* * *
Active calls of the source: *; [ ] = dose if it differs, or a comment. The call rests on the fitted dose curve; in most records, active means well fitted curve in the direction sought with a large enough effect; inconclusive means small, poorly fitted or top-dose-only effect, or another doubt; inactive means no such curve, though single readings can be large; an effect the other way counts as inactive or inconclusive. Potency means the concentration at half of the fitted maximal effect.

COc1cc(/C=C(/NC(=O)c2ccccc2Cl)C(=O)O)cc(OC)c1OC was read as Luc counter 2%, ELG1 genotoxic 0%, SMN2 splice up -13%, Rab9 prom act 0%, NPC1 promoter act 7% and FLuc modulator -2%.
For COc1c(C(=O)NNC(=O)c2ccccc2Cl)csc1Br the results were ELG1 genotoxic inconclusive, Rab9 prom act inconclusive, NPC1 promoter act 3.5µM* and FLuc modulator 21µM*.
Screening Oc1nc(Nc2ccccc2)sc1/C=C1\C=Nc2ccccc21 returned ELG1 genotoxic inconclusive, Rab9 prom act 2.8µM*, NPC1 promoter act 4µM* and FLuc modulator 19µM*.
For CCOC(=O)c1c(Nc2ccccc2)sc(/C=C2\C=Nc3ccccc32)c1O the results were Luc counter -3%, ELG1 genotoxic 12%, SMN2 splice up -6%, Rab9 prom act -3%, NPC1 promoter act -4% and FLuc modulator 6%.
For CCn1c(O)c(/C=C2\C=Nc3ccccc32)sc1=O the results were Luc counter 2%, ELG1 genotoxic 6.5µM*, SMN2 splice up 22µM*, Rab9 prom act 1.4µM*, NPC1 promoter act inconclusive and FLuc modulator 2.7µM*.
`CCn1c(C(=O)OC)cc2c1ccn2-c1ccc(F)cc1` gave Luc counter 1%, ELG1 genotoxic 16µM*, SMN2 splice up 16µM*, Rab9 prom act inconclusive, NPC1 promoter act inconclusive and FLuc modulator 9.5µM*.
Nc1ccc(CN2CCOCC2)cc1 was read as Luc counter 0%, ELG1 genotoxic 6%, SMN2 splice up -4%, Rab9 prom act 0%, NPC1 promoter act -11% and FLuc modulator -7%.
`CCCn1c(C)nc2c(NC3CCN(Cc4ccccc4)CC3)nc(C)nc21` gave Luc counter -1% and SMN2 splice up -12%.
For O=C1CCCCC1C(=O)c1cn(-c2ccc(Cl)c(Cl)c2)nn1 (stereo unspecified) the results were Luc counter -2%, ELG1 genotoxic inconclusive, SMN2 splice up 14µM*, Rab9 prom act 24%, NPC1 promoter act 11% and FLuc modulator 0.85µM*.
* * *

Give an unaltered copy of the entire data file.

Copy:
Active calls of the source: *; [ ] = dose if it differs, or a comment. The call rests on the fitted dose curve; in most records, active means well fitted curve in the direction sought with a large enough effect; inconclusive means small, poorly fitted or top-dose-only effect, or another doubt; inactive means no such curve, though single readings can be large; an effect the other way counts as inactive or inconclusive. Potency means the concentration at half of the fitted maximal effect.

COc1cc(/C=C(/NC(=O)c2ccccc2Cl)C(=O)O)cc(OC)c1OC was read as Luc counter 2%, ELG1 genotoxic 0%, SMN2 splice up -13%, Rab9 prom act 0%, NPC1 promoter act 7% and FLuc modulator -2%.
For COc1c(C(=O)NNC(=O)c2ccccc2Cl)csc1Br the results were ELG1 genotoxic inconclusive, Rab9 prom act inconclusive, NPC1 promoter act 3.5µM* and FLuc modulator 21µM*.
Screening Oc1nc(Nc2ccccc2)sc1/C=C1\C=Nc2ccccc21 returned ELG1 genotoxic inconclusive, Rab9 prom act 2.8µM*, NPC1 promoter act 4µM* and FLuc modulator 19µM*.
For CCOC(=O)c1c(Nc2ccccc2)sc(/C=C2\C=Nc3ccccc32)c1O the results were Luc counter -3%, ELG1 genotoxic 12%, SMN2 splice up -6%, Rab9 prom act -3%, NPC1 promoter act -4% and FLuc modulator 6%.
For CCn1c(O)c(/C=C2\C=Nc3ccccc32)sc1=O the results were Luc counter 2%, ELG1 genotoxic 6.5µM*, SMN2 splice up 22µM*, Rab9 prom act 1.4µM*, NPC1 promoter act inconclusive and FLuc modulator 2.7µM*.
`CCn1c(C(=O)OC)cc2c1ccn2-c1ccc(F)cc1` gave Luc counter 1%, ELG1 genotoxic 16µM*, SMN2 splice up 16µM*, Rab9 prom act inconclusive, NPC1 promoter act inconclusive and FLuc modulator 9.5µM*.
Nc1ccc(CN2CCOCC2)cc1 was read as Luc counter 0%, ELG1 genotoxic 6%, SMN2 splice up -4%, Rab9 prom act 0%, NPC1 promoter act -11% and FLuc modulator -7%.
`CCCn1c(C)nc2c(NC3CCN(Cc4ccccc4)CC3)nc(C)nc21` gave Luc counter -1% and SMN2 splice up -12%.
For O=C1CCCCC1C(=O)c1cn(-c2ccc(Cl)c(Cl)c2)nn1 (stereo unspecified) the results were Luc counter -2%, ELG1 genotoxic inconclusive, SMN2 splice up 14µM*, Rab9 prom act 24%, NPC1 promoter act 11% and FLuc modulator 0.85µM*.